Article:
May the Body and Blood of our Lord Jesus Christ preserve my body and soul unto everlasting life. Amen.
THE WORTHY COMMUNICANT
Sec. 3: An Advice concerning him who only communicates spiritually.
There are many persons well disposed by the measures of a holy life to communicate frequently, but it may happen that they are unavoidably hindered. Some have a timorous conscience, a fear, a pious fear,—which is indeed sometimes more pitiable than commendable. Others are advised by their spiritual guides to abstain for a time, that they may proceed in the virtue of repentance further yet, before they partake of the sacrament of love: and yet if they should want the blessings and graces of the communion, the remedy which is intended them would be a real impediment. Some are scandalized and offended at irremediable miscarriages in public doctrines or government, and cannot readily overcome their prejudices, nor reconcile their consciences to a present actual communion. Some dare not receive it at the hands of a wicked priest of notorious evil life. Some can have it from no priest at all, but are in a long journey, or under a persecution, or in a country of a differing persuasion. Some are sick; and some cannot have it every day, but every day desire it.
Such persons as these, if they prepare themselves with all the essential and ornamental measures of address, and earnestly desire that they could actually communicate, they may place themselves upon their knees; and building an altar in their heart, celebrate the death of Christ, and, in holy desire, join with all the congregations of the Christian world, who that day celebrate holy communion; and may serve their devotion by the former prayers and actions eucharisticial, changing only such circumstantial words which relate to the actual participation: and then they may remember and make use of the comfortable doctrine of St. Austin; “It is one thing (saith the learned saint) to be born of the Spirit, and another thing to be fed of the Spirit: as it is one thing to be born of the flesh, which is when we are born of our mother; another thing to be fed of the flesh, which is done when she suckles her infant by that nourishment, which is changed into food that he might eat and drink with pleasure, by which be was born to life; when this is done without eh actual and sacramental participation, it is called spiritual manducation.” Concerning which, I only add the pious advice of a religious person: “Let every faithful soul be ready and desirous often to receive the holy eucharist to the glory of God: but if he cannot so often communicate sacramentally as he desires, let him not be afflicted, but remain in perfect resignation to the will of God, and dispose himself to a spiritual communion: for no man and no thing can hinder a well-disposed soul, but that by holy desires she may, if she please, communicate every day.”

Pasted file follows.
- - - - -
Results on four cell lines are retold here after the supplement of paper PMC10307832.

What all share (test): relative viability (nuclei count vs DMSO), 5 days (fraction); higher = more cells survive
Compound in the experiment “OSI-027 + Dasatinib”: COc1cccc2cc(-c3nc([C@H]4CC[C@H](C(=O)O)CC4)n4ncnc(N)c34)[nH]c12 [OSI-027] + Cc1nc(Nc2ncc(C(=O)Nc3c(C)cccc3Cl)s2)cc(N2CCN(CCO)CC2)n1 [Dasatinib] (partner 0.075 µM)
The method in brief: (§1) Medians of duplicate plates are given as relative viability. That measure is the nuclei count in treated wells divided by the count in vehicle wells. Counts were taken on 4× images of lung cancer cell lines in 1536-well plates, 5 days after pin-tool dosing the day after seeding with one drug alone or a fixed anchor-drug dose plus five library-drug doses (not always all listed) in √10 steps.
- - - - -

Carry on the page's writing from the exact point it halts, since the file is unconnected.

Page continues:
To this nothing is necessary to be added, but that this way is to be used never but upon just necessity, and when it cannot be actual, not upon peevishness and spiritual pride; not in the spirit of schism and fond opinions; not in despite of our brother, and contempt or condemnation of the holy congregations of the Lord; but with a living faith, and an actual charity, and great humility, and with
the spirit of devotion; and that so much the more intensely and fervently by how much he is really troubled for the want of actual participation in the communion of saints; and then that is true which St. Austin said, “Crede, et manducasti;—Believe, and thou has eaten.”—Adora Jesum.
Source: Taylor, Jeremy.
The Whole Works of the Right Rev. Jeremy Taylor, Lord Bishop of Down, Connor, and Dromore
. Volume 15. London: Longman, Orme, Brown, Green, and Longman, et. al., 1839. <
> Accessed March 29, 2020.
All quotations from
The Worthy Communicant
in this article can be found in Jeremy Taylor,
The Whole Works of the Right Rev. Jeremy Taylor, Lord Bishop of Down, Connor, and Dromore.
, vol. 15 (London: Longman, Orme, Brown, Green, and Longman, et. al., 1839), 688–90, https://archive.org/details/wholeworksofrigh15tayliala/page/688/mode/2up.
Michael W. Holmes, ed., “The Didache,” in
The Apostolic Fathers: Greek Texts and English Translations
, trans. Michael W. Holmes, Third Edition (Grand Rapids: Baker Academic, 2007), 9:4.
The Book of Common Prayer and Administration of the Sacraments and Other Rites and Ceremonies of the Church, Together with The Psalter or Psalms of David, According to the Use of the Episcopal Church
(New York: Oxford University Press, 2007), 13.
E.S. De Beer, ed.,
The Diary of John Evelyn
(Oxford: Oxford University Press, 1959), 383.
The Book of Common Prayer